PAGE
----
Sunday, March 25, 2012

Some thoughts on contamination and packaging

I've seen quite a few people lately talking about how they aren't sure why their products went off given that they are almost obsessive about cleanliness, and I think part of the problem might be the open mouthed containers they are using. (Find the discussion in this recent post on cetyl alcohol as well as on the Dish forum.)

Give some serious thought to the containers you are planning to use with your products. The less access to the air for your product, the lower the chance of contamination. A bottle with a disc cap or turret cap is less likely to get tons of air exposure than a jar, so the bottle with the disc cap is less likely to experience contamination. You can be as obsessively clean as you want with your utensils and work containers, but if you don't put your products into a really clean container that has low access to the air around us, contamination is a strong possibility.

As an aside, if you doubt the power of exposure to air, think about how yeast gets into some breads - from the air! Alton Brown - all hail Alton Brown! - tells us more about the yeast in the air in this clip on how to make sourdough bread starter! Click here for sock puppet hilarity! 

Don't get me wrong - I love jars. It's bad enough we have to worry about the air - and is the air in your bathroom the cleanest in the house? - but we have to think about what our end user is going to do with our products! Will they leave the lid off or cap it when they're done in the shower? (This was one of the reasons my mom wouldn't let me have "expensive" hair care products as a teenager. I kinda had a problem with tidiness and putting caps on things!) Will they stick wet hands or less-than-clean utensils into the jar? 

You don't need to clean containers you've received from your supplier. If you've kept them in a bag in a fairly dust free location, they are clean. Don't waste your time and energy on cleaning an already clean container!

And a final note, when creating products, use distilled water. Don't use water from the tap as you don't know what metals or bacteria might be found in our local water supply. You might have the best water in the world - Chilliwack had that designation one year - but that doesn't mean that there aren't bacteria or other beasties that could contaminate our products! And the metals can speed up rancidity through auto-oxidation (click here for rancidity post). 

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8 comments:

Lise M Andersen said...

Great post Susan (as usual!). I will actually put sample amounts of my products in jars and 'throw everything I can at them' in the way of dipping wet fingers, leaving the lid off, etc etc to see how they fare. It's a way of doing a simple test on a product. Aside from that, I am a real fan of the airless container for the exact reasons you describe in this post.

Clive said...

I do not agree about cleaning containers. It's essential to clean containers received from your supplier. The first time I thought it 'unnecessary' the result was black mould. Everything needs to be cleaned. The worst problem is seals - those foam plastic seals for jars can't really be cleaned 100% and can be a focus for mould growth.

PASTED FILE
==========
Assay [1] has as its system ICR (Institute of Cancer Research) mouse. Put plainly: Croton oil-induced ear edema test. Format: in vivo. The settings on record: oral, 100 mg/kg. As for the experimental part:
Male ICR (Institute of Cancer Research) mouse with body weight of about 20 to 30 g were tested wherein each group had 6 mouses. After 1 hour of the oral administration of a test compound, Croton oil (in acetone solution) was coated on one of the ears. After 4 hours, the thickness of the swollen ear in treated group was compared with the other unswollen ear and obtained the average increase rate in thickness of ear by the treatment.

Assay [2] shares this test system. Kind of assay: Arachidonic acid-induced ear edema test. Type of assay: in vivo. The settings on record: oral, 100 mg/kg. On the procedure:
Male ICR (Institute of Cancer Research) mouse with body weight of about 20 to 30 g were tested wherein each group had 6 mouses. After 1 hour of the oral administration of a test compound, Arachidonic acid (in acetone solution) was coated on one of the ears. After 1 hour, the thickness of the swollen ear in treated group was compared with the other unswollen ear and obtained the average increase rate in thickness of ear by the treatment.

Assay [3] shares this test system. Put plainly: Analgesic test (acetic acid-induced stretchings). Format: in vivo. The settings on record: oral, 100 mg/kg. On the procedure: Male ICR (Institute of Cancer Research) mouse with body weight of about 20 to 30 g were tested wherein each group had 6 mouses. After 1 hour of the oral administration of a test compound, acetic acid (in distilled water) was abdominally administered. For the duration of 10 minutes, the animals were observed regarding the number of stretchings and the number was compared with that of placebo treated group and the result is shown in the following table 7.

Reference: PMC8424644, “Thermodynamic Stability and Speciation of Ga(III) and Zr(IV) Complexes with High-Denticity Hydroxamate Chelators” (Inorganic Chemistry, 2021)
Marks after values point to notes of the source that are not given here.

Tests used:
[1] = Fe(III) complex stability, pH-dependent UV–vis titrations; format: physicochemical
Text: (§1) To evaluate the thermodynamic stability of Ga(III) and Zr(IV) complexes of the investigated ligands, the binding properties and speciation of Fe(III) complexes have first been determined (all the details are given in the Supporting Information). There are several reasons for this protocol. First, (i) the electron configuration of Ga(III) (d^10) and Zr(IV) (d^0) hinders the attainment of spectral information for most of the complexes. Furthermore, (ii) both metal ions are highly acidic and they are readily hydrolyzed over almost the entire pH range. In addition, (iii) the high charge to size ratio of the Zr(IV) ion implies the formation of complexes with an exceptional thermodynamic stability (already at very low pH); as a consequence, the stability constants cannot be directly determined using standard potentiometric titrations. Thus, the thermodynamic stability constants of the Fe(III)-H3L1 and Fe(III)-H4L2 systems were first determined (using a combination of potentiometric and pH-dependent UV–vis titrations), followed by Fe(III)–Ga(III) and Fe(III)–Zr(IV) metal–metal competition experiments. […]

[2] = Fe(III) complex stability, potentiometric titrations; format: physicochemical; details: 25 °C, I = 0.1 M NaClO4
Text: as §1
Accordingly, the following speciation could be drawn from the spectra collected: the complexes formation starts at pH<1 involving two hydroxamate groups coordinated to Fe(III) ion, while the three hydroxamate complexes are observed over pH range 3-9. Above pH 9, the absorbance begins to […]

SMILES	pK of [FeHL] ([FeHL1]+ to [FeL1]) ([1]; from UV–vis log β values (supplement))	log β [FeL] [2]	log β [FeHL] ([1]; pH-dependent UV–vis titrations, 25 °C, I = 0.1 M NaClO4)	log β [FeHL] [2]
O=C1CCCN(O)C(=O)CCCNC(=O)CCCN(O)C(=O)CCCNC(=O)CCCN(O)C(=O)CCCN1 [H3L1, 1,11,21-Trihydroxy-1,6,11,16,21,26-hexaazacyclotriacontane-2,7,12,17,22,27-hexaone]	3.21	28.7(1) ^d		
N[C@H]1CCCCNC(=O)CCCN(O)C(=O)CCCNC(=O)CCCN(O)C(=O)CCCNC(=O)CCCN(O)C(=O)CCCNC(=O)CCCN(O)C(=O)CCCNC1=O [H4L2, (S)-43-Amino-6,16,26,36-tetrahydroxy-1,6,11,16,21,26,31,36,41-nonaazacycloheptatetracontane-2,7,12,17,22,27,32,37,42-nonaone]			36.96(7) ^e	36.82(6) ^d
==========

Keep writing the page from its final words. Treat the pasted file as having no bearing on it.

Susan Barclay-Nichols said...

Hi Lise! I do this regularly with my products to see how well they stand up to every possible assault in the real world. They've all done quite well, fortunately! I haven't tried airless containers yet, but I must in the near future.

Hi Clive! I appreciate your perspective, although I disagree. As someone with a company, you have devices and equipment to ensure a bottle is washed out and dried completely - as a home crafter, I don't have that option, and I will more than likely leave some dish soap or tap water in the container, which causes more problems than it solves! From a manufacturer's point of view, cleaning your containers might be a good idea - from a home crafter's point of view, it's not.

Nedeia said...

I always wipe clean my containers, where possible, at least with alcohol. I feel better that way.

Kayln Reeves said...

It was a very disappointing moment where you find out that your package has been contaminated due to inappropriate packing. Variation of temperature might be the reason for this but I think the solution itself must start within ourselves.

Alex said...

Hi Susan! I hope you're having an awesome New Year :) Thank you for this great educational blog! I have a question. Is it a bad idea to move products from their original container into a different one? For example, a hand soap. I am trying to limit contamination.

- Alex

Susan Barclay-Nichols said...

Hi Alex. Thank you for your kind words! Can you give me more detail? You're moving hand soap from one container to another? Why are you doing this? What kind of container are you putting it into? Is this a new container or an old container? And is this an actual soap or a detergent based soap?

Alex said...

Thank you for your response, Susan! It's hand soap, and I'd like to move it into a prettier container. I'd like to put it in a foaming pump bottle (a new one, although I'd be reusing it eventually.)

- Alex